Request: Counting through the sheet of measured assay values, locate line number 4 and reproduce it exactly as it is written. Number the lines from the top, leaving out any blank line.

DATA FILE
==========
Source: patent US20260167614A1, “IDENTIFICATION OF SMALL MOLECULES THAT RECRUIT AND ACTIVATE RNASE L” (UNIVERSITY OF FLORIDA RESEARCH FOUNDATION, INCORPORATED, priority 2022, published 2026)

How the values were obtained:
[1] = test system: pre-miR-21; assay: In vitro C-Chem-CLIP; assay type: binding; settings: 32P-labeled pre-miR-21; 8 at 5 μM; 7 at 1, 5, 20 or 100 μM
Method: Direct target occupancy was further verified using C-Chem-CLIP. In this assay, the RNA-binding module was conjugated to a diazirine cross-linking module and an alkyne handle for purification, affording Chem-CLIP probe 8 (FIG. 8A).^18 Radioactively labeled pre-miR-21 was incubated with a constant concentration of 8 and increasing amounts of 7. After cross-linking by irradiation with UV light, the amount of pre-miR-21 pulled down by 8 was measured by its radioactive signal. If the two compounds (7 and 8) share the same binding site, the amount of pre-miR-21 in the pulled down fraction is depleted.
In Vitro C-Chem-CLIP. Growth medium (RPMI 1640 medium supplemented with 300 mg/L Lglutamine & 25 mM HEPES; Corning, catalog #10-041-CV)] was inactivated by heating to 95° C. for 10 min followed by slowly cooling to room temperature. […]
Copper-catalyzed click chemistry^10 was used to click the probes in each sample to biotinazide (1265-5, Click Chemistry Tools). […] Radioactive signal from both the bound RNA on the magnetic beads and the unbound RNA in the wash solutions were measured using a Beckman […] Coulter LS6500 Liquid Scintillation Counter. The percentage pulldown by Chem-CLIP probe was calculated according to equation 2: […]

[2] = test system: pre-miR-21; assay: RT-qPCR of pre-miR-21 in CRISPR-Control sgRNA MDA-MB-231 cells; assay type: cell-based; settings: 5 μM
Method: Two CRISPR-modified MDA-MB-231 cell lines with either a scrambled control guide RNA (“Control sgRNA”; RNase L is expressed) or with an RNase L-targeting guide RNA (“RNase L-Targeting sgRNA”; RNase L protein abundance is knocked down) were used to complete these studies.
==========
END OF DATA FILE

Method: Direct target occupancy was further verified using C-Chem-CLIP. In this assay, the RNA-binding module was conjugated to a diazirine cross-linking module and an alkyne handle for purification, affording Chem-CLIP probe 8 (FIG. 8A).^18 Radioactively labeled pre-miR-21 was incubated with a constant concentration of 8 and increasing amounts of 7. After cross-linking by irradiation with UV light, the amount of pre-miR-21 pulled down by 8 was measured by its radioactive signal. If the two compounds (7 and 8) share the same binding site, the amount of pre-miR-21 in the pulled down fraction is depleted.